Request Appointment
Request an Appointment Client Login SEARCH

Can I File Suit if I Don’t Have a Signed or Written Contract?

May 08, 2017

Work is often performed without a signed contract.  What happens when one party breaches a contract when there is nothing in writing or when a written contract is not signed?  Agreements in these situations can still be breached and the court can award damages resulting from these contracts.    

Verbal Contracts

The most common scenario is when there is nothing in writing.  When there is no document at all, the parties have agreed to an oral contract.  Oral contracts that do not run afoul of the statute of frauds are enforceable in Virginia.[1]  Contracts that are required to be in writing by the statute of frauds include contracts that involve the sale of real estate, a lease longer than one year, a service contract that is to be performed in a period that exceeds one year or a loan of $25,000.00 or more.[2]

Unsigned Contracts 

When there is some evidence in writing of a contract but it has not been signed, the court can enforce the contract.  The court can find that the contract was an implied at law contract.  An implied at law contract is also referred to as a quasi-contract, quantum meruit or unjust enrichment.  An implied at law contract is an equitable finding by the court that occurs when a benefit was provided by the plaintiff and accepted by the defendant, the defendant had knowledge that it received the benefit and it would be unfair to allow the defendant to retain the benefit without compensation.[3]  Upon a finding that there is an implied at law contrac,t the court can award the reasonable value of the services or goods.[4]          

When there is some type of writing that is not signed, but there has been performance of the contract, the court can find an implied in fact contract.  This can occur in many circumstances.  In a recent case, the Virginia Supreme Court ruled that there was an implied in fact contract between a building owner and a property management company.[5]  The court found no express contract because the signed contract was not between the entities that currently owned or managed the commercial office building.[6] The court held that there was an implied in fact contract and identified the following actions as performance of the contract sufficient to find an implied in fact contract: the management company provided a building manager, collected rents, addressed problems raised by tenants, oversaw building maintenance and maintained an operating account for the property that it used for operating costs and to pay its management fee.[7]  It is important that the court did not include all terms in the writing as terms of the implied in fact contract.  Only the terms and conditions where there was mutual agreement as evidenced by the actions of the parties were held to be enforceable terms of the contract.[8]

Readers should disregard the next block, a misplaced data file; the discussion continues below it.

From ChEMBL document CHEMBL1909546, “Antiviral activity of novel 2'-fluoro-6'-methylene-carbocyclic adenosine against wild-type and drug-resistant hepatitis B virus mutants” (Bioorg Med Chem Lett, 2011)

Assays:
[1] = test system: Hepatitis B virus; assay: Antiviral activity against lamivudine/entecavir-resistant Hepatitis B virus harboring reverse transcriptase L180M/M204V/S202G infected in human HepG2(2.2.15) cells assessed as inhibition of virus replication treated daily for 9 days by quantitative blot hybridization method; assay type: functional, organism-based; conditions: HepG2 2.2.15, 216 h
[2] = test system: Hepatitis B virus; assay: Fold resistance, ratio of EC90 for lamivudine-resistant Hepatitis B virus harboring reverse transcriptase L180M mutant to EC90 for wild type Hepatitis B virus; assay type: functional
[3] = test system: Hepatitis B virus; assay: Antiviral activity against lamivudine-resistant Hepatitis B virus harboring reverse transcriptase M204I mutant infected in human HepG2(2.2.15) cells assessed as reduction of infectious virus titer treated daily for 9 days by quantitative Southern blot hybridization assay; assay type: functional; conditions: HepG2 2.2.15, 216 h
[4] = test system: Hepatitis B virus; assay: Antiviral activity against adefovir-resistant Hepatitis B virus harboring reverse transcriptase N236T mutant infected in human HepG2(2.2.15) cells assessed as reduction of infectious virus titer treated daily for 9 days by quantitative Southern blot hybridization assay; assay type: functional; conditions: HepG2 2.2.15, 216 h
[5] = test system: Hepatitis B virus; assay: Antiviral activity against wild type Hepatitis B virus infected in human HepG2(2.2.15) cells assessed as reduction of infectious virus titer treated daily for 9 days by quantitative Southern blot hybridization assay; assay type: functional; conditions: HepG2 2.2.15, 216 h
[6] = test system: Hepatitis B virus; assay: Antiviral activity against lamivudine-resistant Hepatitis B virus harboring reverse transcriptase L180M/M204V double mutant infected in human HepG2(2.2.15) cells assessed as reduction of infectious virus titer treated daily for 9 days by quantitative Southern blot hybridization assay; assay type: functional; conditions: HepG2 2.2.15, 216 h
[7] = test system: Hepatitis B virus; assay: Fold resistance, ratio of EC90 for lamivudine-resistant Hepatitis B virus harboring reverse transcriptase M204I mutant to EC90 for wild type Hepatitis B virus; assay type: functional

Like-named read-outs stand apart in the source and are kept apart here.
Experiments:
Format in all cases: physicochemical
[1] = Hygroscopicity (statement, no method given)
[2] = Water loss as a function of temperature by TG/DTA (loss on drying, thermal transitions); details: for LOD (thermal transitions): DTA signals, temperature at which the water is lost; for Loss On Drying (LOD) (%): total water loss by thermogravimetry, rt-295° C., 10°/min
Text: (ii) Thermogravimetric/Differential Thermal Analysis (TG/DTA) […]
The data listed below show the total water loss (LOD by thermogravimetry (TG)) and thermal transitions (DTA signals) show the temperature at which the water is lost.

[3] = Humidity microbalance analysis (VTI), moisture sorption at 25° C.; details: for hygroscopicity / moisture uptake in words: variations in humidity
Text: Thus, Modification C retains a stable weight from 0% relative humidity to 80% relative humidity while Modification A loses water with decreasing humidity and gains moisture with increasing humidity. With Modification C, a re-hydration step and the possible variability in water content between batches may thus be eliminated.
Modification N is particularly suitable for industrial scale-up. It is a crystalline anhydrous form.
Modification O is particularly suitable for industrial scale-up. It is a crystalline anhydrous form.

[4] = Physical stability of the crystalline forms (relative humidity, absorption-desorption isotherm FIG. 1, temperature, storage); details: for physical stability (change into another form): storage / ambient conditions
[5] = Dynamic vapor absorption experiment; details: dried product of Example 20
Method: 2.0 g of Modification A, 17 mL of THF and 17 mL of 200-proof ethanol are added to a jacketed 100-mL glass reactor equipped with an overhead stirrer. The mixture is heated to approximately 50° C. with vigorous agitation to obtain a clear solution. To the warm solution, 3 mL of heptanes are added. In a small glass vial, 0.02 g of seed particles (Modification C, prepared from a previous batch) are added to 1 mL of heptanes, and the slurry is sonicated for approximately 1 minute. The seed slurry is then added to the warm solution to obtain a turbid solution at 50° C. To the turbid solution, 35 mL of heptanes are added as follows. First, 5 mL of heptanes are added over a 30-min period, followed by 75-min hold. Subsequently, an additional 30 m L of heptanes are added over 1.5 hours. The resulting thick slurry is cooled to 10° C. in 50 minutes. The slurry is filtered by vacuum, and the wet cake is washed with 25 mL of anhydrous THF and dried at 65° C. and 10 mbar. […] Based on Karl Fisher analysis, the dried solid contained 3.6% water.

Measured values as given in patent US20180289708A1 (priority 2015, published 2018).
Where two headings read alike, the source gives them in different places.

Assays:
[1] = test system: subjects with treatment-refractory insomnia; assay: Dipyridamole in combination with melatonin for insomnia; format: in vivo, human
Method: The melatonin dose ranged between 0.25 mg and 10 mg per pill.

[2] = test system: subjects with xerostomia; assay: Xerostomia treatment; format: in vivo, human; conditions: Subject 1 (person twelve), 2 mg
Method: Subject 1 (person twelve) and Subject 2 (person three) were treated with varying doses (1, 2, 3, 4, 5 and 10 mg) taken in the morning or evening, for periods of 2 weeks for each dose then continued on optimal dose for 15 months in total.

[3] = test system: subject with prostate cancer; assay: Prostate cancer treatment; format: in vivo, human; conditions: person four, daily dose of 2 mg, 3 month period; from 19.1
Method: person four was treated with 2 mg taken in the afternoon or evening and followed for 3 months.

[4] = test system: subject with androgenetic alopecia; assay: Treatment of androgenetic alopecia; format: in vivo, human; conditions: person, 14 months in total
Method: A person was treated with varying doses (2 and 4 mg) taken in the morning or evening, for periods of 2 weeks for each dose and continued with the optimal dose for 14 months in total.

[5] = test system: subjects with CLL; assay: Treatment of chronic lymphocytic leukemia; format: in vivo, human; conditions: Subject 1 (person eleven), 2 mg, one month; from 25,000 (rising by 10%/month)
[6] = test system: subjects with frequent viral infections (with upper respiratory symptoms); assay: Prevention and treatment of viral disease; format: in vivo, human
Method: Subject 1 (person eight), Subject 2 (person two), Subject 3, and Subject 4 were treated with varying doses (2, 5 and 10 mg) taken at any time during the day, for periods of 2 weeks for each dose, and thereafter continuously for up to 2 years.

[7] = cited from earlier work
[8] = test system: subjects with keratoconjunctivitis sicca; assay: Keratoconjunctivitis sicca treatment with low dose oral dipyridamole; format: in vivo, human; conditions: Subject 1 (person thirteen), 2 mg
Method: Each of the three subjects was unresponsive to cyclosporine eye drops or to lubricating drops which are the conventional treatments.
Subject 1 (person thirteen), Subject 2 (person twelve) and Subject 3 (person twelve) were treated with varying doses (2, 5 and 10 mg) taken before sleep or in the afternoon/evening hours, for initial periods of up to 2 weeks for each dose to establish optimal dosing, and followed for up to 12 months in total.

Another common scenario occurs when there is a contract that was performed, but, due to an oversight, it did not get signed.  This can occur with parties who frequently work together or when there is a mistake.  When this happens, the court will not ignore the contract due to a lack of signature and will enforce the terms.[9]    

If you do not have a complete, signed contract but need to file a lawsuit, don’t worry.  There are many avenues to recovery against a defendant even when you do not have a fully–executed, written contract.  Courts can enforce oral agreements.  Courts can require payment when there was a service or good provided, the recipient is aware that it received the goods or services and it is unfair to allow the recipient to retain the goods or services without paying.    And finally, courts can find that there was a contract when there was no signature and there is evidence of acceptance of the contract by performance of the contract.  

Jesse Gordon is a Pender & Coward attorney focusing his practice on construction law and government contracts.  Contact Jesse with questions at (757) 490-6266 or jgordon@pendercoward.com.

[1] T. v. T., 216 Va. 867, 873 (1976). 

[2] Va. Code § 11-2.

[3] Centex Constr. v. Acstar Ins. Co., 448 F. Supp. 2d 697, 707 (E.D. Va. 2006); Nossen v. Hoy, 750 F. Supp. 740, 744-45 (E.D. Va. 1990); E. E. Lyons Constr. Co. v. TRM Dev. Corp., 25 Va. Cir. 352, 354 (Fairfax 1991).

[4] Marine Dev. Corp. v. Rodak, 225 Va. 137, 139, 300 S.E.2d 763 (1983).

[5]Spectra-4, LLP v. Uniwest Commr. Realty, Inc., 772 S.E.2d 290 (Va. 2015).

[6] Id. at **8-**9. 

[7] Id. at 10. 

[8] Id. at **13-14. 

[9] Hertz Corp. v. Zurich Am. Ins. Co., 496 F. Supp.2d 668 (E.D. Va. 2007); Galloway Corp. v. S.B. Ballard Constr. Co., 250 Va. 493, 464 S.E.2d 349 (1995).

 

Filed Under: Blog Category 1